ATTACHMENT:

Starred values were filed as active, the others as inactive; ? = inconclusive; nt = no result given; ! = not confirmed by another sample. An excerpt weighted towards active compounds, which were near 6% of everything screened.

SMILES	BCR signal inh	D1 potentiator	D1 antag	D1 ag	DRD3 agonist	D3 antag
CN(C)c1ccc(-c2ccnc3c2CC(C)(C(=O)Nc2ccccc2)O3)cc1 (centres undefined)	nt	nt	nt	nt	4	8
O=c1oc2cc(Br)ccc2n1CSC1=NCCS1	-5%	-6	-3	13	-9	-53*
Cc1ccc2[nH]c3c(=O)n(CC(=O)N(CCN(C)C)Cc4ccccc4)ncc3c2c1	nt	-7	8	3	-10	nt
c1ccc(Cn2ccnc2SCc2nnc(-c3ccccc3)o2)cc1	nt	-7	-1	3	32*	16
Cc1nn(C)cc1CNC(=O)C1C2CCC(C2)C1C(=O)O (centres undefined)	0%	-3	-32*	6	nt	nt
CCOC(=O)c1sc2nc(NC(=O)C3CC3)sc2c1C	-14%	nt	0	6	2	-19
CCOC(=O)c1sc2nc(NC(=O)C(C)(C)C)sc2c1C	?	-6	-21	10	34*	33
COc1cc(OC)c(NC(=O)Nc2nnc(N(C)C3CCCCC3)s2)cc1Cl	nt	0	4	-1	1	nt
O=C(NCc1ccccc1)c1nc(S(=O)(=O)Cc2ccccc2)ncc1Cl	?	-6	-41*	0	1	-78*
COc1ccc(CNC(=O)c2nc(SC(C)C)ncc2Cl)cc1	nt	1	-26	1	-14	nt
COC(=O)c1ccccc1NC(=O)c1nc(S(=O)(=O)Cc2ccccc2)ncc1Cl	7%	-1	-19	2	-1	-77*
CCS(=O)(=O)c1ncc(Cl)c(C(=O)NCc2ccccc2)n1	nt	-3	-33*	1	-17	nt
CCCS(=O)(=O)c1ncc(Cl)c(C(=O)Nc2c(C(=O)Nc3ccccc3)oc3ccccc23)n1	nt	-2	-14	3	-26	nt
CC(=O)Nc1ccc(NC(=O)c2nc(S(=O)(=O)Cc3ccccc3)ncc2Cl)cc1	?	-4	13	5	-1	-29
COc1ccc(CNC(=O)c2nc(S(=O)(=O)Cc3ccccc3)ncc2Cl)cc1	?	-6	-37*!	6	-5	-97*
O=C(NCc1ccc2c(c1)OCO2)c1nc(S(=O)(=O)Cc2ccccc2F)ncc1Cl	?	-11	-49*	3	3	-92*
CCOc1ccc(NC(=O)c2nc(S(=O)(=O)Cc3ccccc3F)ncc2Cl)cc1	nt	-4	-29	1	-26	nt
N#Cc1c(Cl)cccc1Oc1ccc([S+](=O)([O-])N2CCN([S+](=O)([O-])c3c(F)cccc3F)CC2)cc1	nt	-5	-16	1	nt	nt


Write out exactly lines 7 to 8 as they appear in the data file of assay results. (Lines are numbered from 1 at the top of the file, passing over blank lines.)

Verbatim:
Cc1nn(C)cc1CNC(=O)C1C2CCC(C2)C1C(=O)O (centres undefined)	0%	-3	-32*	6	nt	nt
CCOC(=O)c1sc2nc(NC(=O)C3CC3)sc2c1C	-14%	nt	0	6	2	-19